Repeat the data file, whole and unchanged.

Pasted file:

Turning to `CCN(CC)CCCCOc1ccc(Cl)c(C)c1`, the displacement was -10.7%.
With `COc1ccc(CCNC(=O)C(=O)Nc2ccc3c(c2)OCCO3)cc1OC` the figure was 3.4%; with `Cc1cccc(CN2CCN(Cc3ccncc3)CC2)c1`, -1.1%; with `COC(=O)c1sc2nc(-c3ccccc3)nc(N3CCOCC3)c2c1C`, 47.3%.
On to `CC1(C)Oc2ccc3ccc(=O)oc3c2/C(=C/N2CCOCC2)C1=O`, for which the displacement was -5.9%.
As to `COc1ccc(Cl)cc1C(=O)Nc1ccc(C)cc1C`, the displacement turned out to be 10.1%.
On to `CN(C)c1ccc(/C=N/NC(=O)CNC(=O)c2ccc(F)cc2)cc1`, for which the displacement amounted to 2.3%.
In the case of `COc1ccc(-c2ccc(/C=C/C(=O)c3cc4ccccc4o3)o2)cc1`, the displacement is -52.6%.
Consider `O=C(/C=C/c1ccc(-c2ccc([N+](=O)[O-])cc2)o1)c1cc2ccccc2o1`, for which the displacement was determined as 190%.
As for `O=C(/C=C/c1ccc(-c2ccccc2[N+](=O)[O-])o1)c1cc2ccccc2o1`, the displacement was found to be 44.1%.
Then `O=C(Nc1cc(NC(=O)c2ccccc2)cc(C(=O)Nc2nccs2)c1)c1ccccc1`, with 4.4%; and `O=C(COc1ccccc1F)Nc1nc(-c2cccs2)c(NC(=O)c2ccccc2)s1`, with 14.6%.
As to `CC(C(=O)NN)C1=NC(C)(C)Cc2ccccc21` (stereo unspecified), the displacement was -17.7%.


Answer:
Turning to `CCN(CC)CCCCOc1ccc(Cl)c(C)c1`, the displacement was -10.7%.
With `COc1ccc(CCNC(=O)C(=O)Nc2ccc3c(c2)OCCO3)cc1OC` the figure was 3.4%; with `Cc1cccc(CN2CCN(Cc3ccncc3)CC2)c1`, -1.1%; with `COC(=O)c1sc2nc(-c3ccccc3)nc(N3CCOCC3)c2c1C`, 47.3%.
On to `CC1(C)Oc2ccc3ccc(=O)oc3c2/C(=C/N2CCOCC2)C1=O`, for which the displacement was -5.9%.
As to `COc1ccc(Cl)cc1C(=O)Nc1ccc(C)cc1C`, the displacement turned out to be 10.1%.
On to `CN(C)c1ccc(/C=N/NC(=O)CNC(=O)c2ccc(F)cc2)cc1`, for which the displacement amounted to 2.3%.
In the case of `COc1ccc(-c2ccc(/C=C/C(=O)c3cc4ccccc4o3)o2)cc1`, the displacement is -52.6%.
Consider `O=C(/C=C/c1ccc(-c2ccc([N+](=O)[O-])cc2)o1)c1cc2ccccc2o1`, for which the displacement was determined as 190%.
As for `O=C(/C=C/c1ccc(-c2ccccc2[N+](=O)[O-])o1)c1cc2ccccc2o1`, the displacement was found to be 44.1%.
Then `O=C(Nc1cc(NC(=O)c2ccccc2)cc(C(=O)Nc2nccs2)c1)c1ccccc1`, with 4.4%; and `O=C(COc1ccccc1F)Nc1nc(-c2cccs2)c(NC(=O)c2ccccc2)s1`, with 14.6%.
As to `CC(C(=O)NN)C1=NC(C)(C)Cc2ccccc21` (stereo unspecified), the displacement was -17.7%.